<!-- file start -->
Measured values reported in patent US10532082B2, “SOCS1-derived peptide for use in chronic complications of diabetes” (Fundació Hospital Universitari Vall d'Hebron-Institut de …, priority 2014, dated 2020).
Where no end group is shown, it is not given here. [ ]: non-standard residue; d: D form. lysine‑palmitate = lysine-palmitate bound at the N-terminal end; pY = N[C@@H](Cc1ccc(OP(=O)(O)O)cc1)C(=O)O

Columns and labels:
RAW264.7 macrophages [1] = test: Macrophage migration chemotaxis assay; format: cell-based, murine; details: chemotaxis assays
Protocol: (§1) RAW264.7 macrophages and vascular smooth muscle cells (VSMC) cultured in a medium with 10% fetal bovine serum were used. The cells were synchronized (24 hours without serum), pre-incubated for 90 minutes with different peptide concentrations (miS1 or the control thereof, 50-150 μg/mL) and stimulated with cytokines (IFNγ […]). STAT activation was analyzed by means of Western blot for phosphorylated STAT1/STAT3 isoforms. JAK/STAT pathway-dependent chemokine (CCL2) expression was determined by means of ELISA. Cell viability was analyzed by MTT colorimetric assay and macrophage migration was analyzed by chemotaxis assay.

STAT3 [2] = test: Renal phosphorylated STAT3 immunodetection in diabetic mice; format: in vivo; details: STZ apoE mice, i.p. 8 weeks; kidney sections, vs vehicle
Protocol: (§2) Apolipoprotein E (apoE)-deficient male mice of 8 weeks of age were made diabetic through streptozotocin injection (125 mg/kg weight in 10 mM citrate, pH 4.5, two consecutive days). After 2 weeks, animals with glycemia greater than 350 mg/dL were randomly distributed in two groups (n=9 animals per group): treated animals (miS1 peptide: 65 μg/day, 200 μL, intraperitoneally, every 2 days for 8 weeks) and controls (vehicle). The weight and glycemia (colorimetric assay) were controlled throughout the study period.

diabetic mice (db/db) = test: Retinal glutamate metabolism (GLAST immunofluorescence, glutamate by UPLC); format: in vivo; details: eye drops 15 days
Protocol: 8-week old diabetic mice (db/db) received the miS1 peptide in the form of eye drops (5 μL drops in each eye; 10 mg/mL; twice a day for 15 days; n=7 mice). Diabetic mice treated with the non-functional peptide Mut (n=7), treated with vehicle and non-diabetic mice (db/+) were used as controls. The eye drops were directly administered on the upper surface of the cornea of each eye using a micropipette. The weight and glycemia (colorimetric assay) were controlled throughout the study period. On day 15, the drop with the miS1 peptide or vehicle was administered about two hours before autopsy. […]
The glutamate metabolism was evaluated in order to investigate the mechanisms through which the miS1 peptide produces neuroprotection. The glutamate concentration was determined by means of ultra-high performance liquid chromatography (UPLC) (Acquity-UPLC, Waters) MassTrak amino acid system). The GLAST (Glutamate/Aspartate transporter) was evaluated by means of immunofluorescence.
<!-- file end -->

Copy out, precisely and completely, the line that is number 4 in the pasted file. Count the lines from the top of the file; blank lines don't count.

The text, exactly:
RAW264.7 macrophages [1] = test: Macrophage migration chemotaxis assay; format: cell-based, murine; details: chemotaxis assays